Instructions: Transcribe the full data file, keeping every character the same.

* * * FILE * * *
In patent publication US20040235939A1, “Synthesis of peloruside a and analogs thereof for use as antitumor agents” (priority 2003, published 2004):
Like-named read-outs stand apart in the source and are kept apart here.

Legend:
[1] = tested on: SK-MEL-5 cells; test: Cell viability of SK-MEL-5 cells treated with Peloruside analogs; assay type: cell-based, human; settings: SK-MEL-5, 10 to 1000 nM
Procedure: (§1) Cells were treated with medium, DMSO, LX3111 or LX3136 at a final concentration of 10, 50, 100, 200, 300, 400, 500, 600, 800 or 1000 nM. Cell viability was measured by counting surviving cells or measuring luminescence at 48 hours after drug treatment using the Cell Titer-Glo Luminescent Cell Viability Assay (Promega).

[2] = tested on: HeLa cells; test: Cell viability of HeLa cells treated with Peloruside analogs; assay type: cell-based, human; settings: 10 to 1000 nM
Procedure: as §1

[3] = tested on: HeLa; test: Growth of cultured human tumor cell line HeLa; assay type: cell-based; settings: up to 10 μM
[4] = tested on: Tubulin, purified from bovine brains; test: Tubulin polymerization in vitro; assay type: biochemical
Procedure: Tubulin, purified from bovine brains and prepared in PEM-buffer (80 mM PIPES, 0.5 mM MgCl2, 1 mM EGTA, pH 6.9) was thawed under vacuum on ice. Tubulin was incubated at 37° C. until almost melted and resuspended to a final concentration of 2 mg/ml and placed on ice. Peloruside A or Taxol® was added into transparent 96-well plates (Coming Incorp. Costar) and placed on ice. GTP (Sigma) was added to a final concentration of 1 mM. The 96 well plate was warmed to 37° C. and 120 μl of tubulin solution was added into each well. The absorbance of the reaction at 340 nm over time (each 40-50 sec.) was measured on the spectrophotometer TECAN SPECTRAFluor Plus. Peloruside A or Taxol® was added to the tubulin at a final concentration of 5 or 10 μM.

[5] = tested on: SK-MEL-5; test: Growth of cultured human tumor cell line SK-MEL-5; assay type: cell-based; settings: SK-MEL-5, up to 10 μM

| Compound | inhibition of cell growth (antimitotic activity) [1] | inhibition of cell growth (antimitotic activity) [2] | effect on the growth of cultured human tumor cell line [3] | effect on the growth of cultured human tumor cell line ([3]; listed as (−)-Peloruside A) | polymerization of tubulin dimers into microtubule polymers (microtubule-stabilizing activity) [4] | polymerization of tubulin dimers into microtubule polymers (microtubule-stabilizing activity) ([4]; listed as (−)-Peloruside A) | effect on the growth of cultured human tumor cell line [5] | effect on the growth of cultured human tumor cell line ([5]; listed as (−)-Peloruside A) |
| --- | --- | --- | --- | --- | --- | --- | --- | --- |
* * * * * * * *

In patent publication US20040235939A1, “Synthesis of peloruside a and analogs thereof for use as antitumor agents” (priority 2003, published 2004):
Like-named read-outs stand apart in the source and are kept apart here.

Legend:
[1] = tested on: SK-MEL-5 cells; test: Cell viability of SK-MEL-5 cells treated with Peloruside analogs; assay type: cell-based, human; settings: SK-MEL-5, 10 to 1000 nM
Procedure: (§1) Cells were treated with medium, DMSO, LX3111 or LX3136 at a final concentration of 10, 50, 100, 200, 300, 400, 500, 600, 800 or 1000 nM. Cell viability was measured by counting surviving cells or measuring luminescence at 48 hours after drug treatment using the Cell Titer-Glo Luminescent Cell Viability Assay (Promega).

[2] = tested on: HeLa cells; test: Cell viability of HeLa cells treated with Peloruside analogs; assay type: cell-based, human; settings: 10 to 1000 nM
Procedure: as §1

[3] = tested on: HeLa; test: Growth of cultured human tumor cell line HeLa; assay type: cell-based; settings: up to 10 μM
[4] = tested on: Tubulin, purified from bovine brains; test: Tubulin polymerization in vitro; assay type: biochemical
Procedure: Tubulin, purified from bovine brains and prepared in PEM-buffer (80 mM PIPES, 0.5 mM MgCl2, 1 mM EGTA, pH 6.9) was thawed under vacuum on ice. Tubulin was incubated at 37° C. until almost melted and resuspended to a final concentration of 2 mg/ml and placed on ice. Peloruside A or Taxol® was added into transparent 96-well plates (Coming Incorp. Costar) and placed on ice. GTP (Sigma) was added to a final concentration of 1 mM. The 96 well plate was warmed to 37° C. and 120 μl of tubulin solution was added into each well. The absorbance of the reaction at 340 nm over time (each 40-50 sec.) was measured on the spectrophotometer TECAN SPECTRAFluor Plus. Peloruside A or Taxol® was added to the tubulin at a final concentration of 5 or 10 μM.

[5] = tested on: SK-MEL-5; test: Growth of cultured human tumor cell line SK-MEL-5; assay type: cell-based; settings: SK-MEL-5, up to 10 μM

| Compound | inhibition of cell growth (antimitotic activity) [1] | inhibition of cell growth (antimitotic activity) [2] | effect on the growth of cultured human tumor cell line [3] | effect on the growth of cultured human tumor cell line ([3]; listed as (−)-Peloruside A) | polymerization of tubulin dimers into microtubule polymers (microtubule-stabilizing activity) [4] | polymerization of tubulin dimers into microtubule polymers (microtubule-stabilizing activity) ([4]; listed as (−)-Peloruside A) | effect on the growth of cultured human tumor cell line [5] | effect on the growth of cultured human tumor cell line ([5]; listed as (−)-Peloruside A) |
| --- | --- | --- | --- | --- | --- | --- | --- | --- |